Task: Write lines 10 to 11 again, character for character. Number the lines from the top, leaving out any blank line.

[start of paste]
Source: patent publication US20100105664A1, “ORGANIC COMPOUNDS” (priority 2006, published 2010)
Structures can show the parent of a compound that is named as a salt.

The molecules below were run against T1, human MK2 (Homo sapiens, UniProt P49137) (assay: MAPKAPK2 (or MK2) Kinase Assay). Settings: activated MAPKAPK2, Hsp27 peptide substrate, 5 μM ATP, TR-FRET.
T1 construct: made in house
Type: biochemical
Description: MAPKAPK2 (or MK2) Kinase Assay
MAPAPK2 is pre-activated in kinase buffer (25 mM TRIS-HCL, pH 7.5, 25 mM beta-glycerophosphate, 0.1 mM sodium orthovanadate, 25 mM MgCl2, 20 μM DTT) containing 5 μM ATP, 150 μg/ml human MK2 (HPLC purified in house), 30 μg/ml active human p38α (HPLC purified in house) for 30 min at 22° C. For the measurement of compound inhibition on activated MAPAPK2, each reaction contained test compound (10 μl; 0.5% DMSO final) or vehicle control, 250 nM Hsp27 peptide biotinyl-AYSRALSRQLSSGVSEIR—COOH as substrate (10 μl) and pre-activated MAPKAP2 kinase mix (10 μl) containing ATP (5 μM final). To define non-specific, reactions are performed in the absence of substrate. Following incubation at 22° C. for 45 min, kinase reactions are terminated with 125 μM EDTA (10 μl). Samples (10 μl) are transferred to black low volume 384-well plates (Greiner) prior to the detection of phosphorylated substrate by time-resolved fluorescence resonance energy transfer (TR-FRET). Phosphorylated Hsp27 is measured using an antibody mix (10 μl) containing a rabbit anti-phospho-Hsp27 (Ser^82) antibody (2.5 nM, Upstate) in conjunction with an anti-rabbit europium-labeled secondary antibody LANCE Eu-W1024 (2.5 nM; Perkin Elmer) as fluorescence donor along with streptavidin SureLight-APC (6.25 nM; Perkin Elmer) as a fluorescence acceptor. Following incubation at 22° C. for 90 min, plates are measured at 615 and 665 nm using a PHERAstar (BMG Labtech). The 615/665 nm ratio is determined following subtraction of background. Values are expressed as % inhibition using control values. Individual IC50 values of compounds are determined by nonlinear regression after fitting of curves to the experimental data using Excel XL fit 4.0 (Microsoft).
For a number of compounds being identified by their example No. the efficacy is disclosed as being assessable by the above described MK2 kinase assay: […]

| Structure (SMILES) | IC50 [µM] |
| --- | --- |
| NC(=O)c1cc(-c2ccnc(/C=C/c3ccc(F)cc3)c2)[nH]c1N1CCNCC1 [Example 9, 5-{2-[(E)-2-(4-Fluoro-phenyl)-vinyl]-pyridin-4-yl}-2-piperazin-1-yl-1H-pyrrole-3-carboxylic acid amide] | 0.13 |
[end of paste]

| --- | --- |
| NC(=O)c1cc(-c2ccnc(/C=C/c3ccc(F)cc3)c2)[nH]c1N1CCNCC1 [Example 9, 5-{2-[(E)-2-(4-Fluoro-phenyl)-vinyl]-pyridin-4-yl}-2-piperazin-1-yl-1H-pyrrole-3-carboxylic acid amide] | 0.13 |